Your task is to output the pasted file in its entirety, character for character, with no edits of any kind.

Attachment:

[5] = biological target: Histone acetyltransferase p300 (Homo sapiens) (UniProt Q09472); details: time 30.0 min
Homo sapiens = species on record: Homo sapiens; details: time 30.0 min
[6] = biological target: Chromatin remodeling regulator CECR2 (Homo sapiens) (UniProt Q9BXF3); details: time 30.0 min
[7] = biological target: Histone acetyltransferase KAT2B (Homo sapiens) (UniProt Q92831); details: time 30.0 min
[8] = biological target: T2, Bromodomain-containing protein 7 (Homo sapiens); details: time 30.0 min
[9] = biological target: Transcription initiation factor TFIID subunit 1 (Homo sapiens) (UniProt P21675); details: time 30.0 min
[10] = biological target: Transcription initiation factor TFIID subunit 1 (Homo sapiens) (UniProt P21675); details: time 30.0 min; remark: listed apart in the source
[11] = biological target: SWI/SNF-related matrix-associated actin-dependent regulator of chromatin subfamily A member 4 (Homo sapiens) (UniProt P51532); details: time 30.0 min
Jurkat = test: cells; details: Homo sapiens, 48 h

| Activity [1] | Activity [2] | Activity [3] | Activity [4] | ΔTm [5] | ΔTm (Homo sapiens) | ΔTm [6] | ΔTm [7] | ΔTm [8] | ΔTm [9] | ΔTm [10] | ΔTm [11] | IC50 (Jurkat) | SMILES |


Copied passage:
[5] = biological target: Histone acetyltransferase p300 (Homo sapiens) (UniProt Q09472); details: time 30.0 min
Homo sapiens = species on record: Homo sapiens; details: time 30.0 min
[6] = biological target: Chromatin remodeling regulator CECR2 (Homo sapiens) (UniProt Q9BXF3); details: time 30.0 min
[7] = biological target: Histone acetyltransferase KAT2B (Homo sapiens) (UniProt Q92831); details: time 30.0 min
[8] = biological target: T2, Bromodomain-containing protein 7 (Homo sapiens); details: time 30.0 min
[9] = biological target: Transcription initiation factor TFIID subunit 1 (Homo sapiens) (UniProt P21675); details: time 30.0 min
[10] = biological target: Transcription initiation factor TFIID subunit 1 (Homo sapiens) (UniProt P21675); details: time 30.0 min; remark: listed apart in the source
[11] = biological target: SWI/SNF-related matrix-associated actin-dependent regulator of chromatin subfamily A member 4 (Homo sapiens) (UniProt P51532); details: time 30.0 min
Jurkat = test: cells; details: Homo sapiens, 48 h

| Activity [1] | Activity [2] | Activity [3] | Activity [4] | ΔTm [5] | ΔTm (Homo sapiens) | ΔTm [6] | ΔTm [7] | ΔTm [8] | ΔTm [9] | ΔTm [10] | ΔTm [11] | IC50 (Jurkat) | SMILES |